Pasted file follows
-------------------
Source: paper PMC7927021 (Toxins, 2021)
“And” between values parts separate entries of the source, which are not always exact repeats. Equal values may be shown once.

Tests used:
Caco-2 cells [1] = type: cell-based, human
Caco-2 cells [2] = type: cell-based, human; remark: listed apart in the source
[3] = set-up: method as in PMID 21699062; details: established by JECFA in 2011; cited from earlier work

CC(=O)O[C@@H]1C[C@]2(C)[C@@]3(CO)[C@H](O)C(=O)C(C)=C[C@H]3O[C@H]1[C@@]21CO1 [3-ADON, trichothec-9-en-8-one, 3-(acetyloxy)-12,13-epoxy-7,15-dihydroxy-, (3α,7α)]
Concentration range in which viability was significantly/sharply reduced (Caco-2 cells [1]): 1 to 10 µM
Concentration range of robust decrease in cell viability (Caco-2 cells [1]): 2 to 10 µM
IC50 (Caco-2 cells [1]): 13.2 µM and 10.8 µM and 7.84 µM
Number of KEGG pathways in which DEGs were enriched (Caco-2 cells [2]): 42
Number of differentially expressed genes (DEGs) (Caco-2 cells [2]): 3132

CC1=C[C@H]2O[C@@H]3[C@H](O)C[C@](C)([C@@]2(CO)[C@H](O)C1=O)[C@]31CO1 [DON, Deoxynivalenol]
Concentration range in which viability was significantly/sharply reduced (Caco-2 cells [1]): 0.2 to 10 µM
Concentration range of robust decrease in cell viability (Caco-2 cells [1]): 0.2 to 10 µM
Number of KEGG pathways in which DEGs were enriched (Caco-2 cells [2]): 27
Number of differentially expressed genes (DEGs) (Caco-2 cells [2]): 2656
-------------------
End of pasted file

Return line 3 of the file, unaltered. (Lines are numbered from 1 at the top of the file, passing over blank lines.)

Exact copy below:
Tests used: